Apple Macintosh Systems in the Department of Physics


The Department of Physics has a large deployment of Apple Macintosh Systems. This page describes the main Apple Macintosh services provided by the department and also any Frequently Asked Questions.

The Department of Physics supports any Apple Macintosh system that is running a supported version of MacOS, this is normally the last three versions of MacOS. We do not support any Apple product that Apple regards as a obsolete system, a list of obsolete systems can be found on Apples website here. Any systems still in use that are listed as obsolete will be moved to the a different network with limited access to services.

If you have any Apple support queries or questions then please email the following email address:

Initial Setup and Standard Applications Installed on Physics Apple Macintosh Systems

In order to ensure that the Apple Mac systems in the Physics Department meets the Universities minimum IT equipment security requirements all Apple Mac devices are setup with Apple Remote Management. This means that the device will be enrolled into the Physics Jamf Pro service, for portable devices this will automatically install Sophos Endpoint and enable FileVault disk encryption. It will also install the Self Service application so you can install site licensed software onto the system, for example MS Office for Mac.

For instructions on how to setup your own device with Apple Remote Management can be found here

Apple Macintosh Desktop Systems


Most Apple desktop systems use your Physics account credentials to login. Because most desktops are multiuser systems by default you will not have administrator access on the systems. Please see the "Physics Self Service and installing other Applications and Software" section below on how to install any additional software you may need.

Your home directory is stored locally on the system disk in /Users/username and the home directory will synchronise with the Physics file server hourly. For more information on the home directory setup in macOS please see the following webpage here

Each system should also have a /Data directory which can be used to store any software or data you wish to store locally on the system, we recommend creating a directory with your username and storing your datasets, software or applications in that directory. Any data stored locally on the system is not backed up unless you have Physics Time Machine enabled on the system.

Physics Self Service and installing other Applications and Software.


All Apple systems comes with the Physics Self Service application installed. This application allows you to update or install preconfigured software onto your Apple Mac system. On desktop systems you can also install any certified Apple installer .pkg files by clicking on "Physics Self Service .pkg Installer" in the Featured category.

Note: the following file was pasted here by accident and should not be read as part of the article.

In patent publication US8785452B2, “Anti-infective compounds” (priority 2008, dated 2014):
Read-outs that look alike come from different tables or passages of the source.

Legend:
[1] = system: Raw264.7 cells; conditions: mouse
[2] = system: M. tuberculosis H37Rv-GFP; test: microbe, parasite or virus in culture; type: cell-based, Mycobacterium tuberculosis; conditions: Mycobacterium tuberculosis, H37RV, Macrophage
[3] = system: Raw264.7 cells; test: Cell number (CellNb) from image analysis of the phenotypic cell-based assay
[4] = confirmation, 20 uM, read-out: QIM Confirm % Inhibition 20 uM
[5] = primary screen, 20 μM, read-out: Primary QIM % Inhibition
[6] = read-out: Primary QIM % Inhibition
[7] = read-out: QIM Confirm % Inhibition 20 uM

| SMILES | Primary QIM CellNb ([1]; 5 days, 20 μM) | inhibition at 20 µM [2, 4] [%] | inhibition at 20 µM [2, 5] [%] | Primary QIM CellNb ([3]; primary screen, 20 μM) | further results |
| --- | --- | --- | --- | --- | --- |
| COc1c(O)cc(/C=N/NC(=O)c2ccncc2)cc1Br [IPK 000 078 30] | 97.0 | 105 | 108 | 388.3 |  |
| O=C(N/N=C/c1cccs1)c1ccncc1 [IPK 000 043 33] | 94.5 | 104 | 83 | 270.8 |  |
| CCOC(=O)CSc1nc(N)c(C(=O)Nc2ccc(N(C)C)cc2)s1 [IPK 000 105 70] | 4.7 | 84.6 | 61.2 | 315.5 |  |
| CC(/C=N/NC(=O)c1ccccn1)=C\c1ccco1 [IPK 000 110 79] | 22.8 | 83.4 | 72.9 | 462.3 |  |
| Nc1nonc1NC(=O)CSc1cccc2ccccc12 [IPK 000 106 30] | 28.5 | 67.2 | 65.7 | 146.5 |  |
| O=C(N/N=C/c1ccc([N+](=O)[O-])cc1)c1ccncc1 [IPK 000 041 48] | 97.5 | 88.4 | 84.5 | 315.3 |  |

On macOS systems you are able to install software from the Apple Apps Store if you sign in with your Apple ID account. If you need to purchase software from the Apple Apps Store then contact IT Support.

On macOS you should also be able to install any software or libraries you need into areas of the system disk that is writable by your user account, on desktops we recommend using the /Data directory for this. You should also use the /Data directory to store any datasets that you might need to download to the system.

If you still cannot install the software you need, desktop systems running macOS Catalina or above can run Make Me an Admin from the Self Service app. This will elevate your account to be an administrator for 30 minutes once a day. All changes to the system will be logged.

Apple Macintosh Laptop Systems


Apple MacBook laptop systems are setup with a local administrator account normally with the same username as your Physics account but with a different password.

By default laptop systems are not backed up however we recommend that you use the built in Time Machine backup service either to an external USB device or to the Physics Time Machine Server. All laptop systems are encrypted with the builtin FileVault disk encryption system.

Python on macOS

There is a version of Python on macOS which comes as part of the operating system. We recommend that you do not use this version, we recommend installing Python by either Anaconda Python, MacPorts or you can create your own virtual Python environment

Upgrading Apple MacOS Operating System

Apple release a new version of MacOS every year and they tend to only release security updates for the last three versions, therefore you will need to keep the operating system on your system up to date.

  • Advice on how to upgrade your Apple system can be found here.